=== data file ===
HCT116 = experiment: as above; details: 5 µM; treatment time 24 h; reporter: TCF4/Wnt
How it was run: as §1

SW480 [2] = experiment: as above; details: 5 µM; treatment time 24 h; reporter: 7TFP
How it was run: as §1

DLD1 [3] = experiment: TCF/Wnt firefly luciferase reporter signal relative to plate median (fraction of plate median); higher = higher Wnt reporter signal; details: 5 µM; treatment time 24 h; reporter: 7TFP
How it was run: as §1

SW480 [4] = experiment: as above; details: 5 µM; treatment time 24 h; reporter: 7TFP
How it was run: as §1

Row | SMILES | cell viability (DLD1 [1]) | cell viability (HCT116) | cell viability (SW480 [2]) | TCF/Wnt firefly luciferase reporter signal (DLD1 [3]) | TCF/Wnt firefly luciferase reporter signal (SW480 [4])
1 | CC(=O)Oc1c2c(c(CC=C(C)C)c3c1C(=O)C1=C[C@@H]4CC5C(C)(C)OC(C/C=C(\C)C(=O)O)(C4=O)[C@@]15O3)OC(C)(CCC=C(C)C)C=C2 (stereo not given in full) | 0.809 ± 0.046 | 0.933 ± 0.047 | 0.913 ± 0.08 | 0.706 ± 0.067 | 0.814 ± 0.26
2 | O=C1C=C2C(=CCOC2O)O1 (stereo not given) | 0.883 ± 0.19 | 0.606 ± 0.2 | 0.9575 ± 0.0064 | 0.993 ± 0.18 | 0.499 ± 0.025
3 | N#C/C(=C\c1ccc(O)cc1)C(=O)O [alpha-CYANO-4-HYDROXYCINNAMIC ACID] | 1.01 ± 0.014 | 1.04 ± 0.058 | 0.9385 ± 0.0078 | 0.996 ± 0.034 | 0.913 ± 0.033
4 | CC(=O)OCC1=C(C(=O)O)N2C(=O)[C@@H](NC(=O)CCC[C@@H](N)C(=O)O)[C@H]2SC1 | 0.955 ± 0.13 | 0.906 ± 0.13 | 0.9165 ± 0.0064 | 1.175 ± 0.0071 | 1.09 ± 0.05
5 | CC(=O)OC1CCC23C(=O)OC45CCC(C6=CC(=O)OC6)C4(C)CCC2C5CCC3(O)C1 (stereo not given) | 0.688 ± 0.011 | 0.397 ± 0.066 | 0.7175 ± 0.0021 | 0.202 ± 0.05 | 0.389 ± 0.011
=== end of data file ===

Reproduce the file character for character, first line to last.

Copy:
HCT116 = experiment: as above; details: 5 µM; treatment time 24 h; reporter: TCF4/Wnt
How it was run: as §1

SW480 [2] = experiment: as above; details: 5 µM; treatment time 24 h; reporter: 7TFP
How it was run: as §1

DLD1 [3] = experiment: TCF/Wnt firefly luciferase reporter signal relative to plate median (fraction of plate median); higher = higher Wnt reporter signal; details: 5 µM; treatment time 24 h; reporter: 7TFP
How it was run: as §1

SW480 [4] = experiment: as above; details: 5 µM; treatment time 24 h; reporter: 7TFP
How it was run: as §1

Row | SMILES | cell viability (DLD1 [1]) | cell viability (HCT116) | cell viability (SW480 [2]) | TCF/Wnt firefly luciferase reporter signal (DLD1 [3]) | TCF/Wnt firefly luciferase reporter signal (SW480 [4])
1 | CC(=O)Oc1c2c(c(CC=C(C)C)c3c1C(=O)C1=C[C@@H]4CC5C(C)(C)OC(C/C=C(\C)C(=O)O)(C4=O)[C@@]15O3)OC(C)(CCC=C(C)C)C=C2 (stereo not given in full) | 0.809 ± 0.046 | 0.933 ± 0.047 | 0.913 ± 0.08 | 0.706 ± 0.067 | 0.814 ± 0.26
2 | O=C1C=C2C(=CCOC2O)O1 (stereo not given) | 0.883 ± 0.19 | 0.606 ± 0.2 | 0.9575 ± 0.0064 | 0.993 ± 0.18 | 0.499 ± 0.025
3 | N#C/C(=C\c1ccc(O)cc1)C(=O)O [alpha-CYANO-4-HYDROXYCINNAMIC ACID] | 1.01 ± 0.014 | 1.04 ± 0.058 | 0.9385 ± 0.0078 | 0.996 ± 0.034 | 0.913 ± 0.033
4 | CC(=O)OCC1=C(C(=O)O)N2C(=O)[C@@H](NC(=O)CCC[C@@H](N)C(=O)O)[C@H]2SC1 | 0.955 ± 0.13 | 0.906 ± 0.13 | 0.9165 ± 0.0064 | 1.175 ± 0.0071 | 1.09 ± 0.05
5 | CC(=O)OC1CCC23C(=O)OC45CCC(C6=CC(=O)OC6)C4(C)CCC2C5CCC3(O)C1 (stereo not given) | 0.688 ± 0.011 | 0.397 ± 0.066 | 0.7175 ± 0.0021 | 0.202 ± 0.05 | 0.389 ± 0.011